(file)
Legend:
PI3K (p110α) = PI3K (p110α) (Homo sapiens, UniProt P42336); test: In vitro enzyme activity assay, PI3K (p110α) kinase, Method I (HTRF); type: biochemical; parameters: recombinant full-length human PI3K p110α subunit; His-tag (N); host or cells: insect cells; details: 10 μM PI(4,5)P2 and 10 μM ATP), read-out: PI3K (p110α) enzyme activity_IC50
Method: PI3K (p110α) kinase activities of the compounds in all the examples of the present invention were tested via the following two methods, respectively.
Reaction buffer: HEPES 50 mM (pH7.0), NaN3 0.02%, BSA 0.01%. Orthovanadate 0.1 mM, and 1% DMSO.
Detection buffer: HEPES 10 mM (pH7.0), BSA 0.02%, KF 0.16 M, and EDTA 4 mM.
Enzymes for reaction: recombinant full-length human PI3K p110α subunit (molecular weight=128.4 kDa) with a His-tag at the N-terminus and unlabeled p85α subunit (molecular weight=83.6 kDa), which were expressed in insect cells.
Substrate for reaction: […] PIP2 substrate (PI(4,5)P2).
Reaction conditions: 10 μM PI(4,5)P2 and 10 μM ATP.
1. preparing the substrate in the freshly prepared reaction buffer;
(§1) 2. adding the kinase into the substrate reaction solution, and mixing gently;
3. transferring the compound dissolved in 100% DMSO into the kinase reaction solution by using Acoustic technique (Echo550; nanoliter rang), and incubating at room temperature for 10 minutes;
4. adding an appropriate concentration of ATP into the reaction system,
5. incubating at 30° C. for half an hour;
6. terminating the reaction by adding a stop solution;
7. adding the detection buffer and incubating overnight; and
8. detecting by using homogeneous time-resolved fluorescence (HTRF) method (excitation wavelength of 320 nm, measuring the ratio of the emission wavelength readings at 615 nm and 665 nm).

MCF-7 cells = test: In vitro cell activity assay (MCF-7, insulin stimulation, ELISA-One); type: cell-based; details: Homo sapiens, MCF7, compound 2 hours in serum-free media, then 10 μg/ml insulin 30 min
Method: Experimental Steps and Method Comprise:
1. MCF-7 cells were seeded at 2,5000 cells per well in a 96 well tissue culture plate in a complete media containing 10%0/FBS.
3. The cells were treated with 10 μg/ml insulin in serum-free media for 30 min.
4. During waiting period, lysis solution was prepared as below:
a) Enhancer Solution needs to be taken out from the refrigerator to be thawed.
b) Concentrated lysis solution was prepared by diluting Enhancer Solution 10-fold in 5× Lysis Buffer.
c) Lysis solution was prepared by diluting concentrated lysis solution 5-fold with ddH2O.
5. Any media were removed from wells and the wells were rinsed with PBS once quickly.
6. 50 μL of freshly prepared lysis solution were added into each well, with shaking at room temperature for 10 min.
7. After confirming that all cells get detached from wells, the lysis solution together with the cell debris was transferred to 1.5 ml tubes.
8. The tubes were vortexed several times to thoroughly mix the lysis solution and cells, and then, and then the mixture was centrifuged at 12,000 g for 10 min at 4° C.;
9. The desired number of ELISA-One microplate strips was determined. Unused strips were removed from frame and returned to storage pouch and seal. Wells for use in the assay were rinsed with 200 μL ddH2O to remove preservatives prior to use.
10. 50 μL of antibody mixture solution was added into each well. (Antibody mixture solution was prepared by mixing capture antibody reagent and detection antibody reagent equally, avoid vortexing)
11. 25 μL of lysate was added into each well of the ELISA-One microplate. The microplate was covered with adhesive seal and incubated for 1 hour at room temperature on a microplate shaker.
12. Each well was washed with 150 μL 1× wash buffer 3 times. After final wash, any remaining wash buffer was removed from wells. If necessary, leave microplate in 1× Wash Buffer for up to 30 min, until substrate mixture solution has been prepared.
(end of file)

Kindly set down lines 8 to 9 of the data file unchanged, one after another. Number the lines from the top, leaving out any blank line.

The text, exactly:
Reaction conditions: 10 μM PI(4,5)P2 and 10 μM ATP.
1. preparing the substrate in the freshly prepared reaction buffer;